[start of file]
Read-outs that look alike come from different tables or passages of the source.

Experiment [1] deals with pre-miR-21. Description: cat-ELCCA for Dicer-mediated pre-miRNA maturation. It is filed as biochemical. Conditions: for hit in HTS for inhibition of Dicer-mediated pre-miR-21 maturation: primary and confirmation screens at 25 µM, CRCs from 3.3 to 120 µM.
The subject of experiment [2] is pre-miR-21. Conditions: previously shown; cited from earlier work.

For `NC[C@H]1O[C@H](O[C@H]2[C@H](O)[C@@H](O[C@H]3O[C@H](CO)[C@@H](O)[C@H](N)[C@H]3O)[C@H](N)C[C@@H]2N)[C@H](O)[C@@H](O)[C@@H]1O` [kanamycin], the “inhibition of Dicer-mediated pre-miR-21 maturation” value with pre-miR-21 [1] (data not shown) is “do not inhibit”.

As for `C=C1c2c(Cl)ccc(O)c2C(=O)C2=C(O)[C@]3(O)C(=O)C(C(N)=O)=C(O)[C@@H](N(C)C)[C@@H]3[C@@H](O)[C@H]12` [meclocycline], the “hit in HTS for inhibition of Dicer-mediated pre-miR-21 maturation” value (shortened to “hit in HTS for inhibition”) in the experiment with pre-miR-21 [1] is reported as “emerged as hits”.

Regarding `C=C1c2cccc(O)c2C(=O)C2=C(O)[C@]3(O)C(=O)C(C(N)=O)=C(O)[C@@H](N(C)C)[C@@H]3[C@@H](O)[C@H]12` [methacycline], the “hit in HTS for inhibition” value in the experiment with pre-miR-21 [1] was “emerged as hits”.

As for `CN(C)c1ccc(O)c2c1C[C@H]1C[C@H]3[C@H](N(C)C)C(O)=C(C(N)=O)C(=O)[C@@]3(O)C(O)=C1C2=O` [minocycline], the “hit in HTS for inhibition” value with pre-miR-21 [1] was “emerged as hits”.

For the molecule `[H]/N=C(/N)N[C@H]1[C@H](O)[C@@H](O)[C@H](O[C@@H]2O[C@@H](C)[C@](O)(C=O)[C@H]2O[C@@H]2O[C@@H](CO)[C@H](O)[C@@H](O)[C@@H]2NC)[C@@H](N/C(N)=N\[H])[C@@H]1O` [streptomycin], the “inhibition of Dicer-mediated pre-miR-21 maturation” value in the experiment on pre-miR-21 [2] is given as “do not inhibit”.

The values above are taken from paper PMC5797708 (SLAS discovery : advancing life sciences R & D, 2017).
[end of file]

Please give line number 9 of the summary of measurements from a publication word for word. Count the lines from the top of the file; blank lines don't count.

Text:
The values above are taken from paper PMC5797708 (SLAS discovery : advancing life sciences R & D, 2017).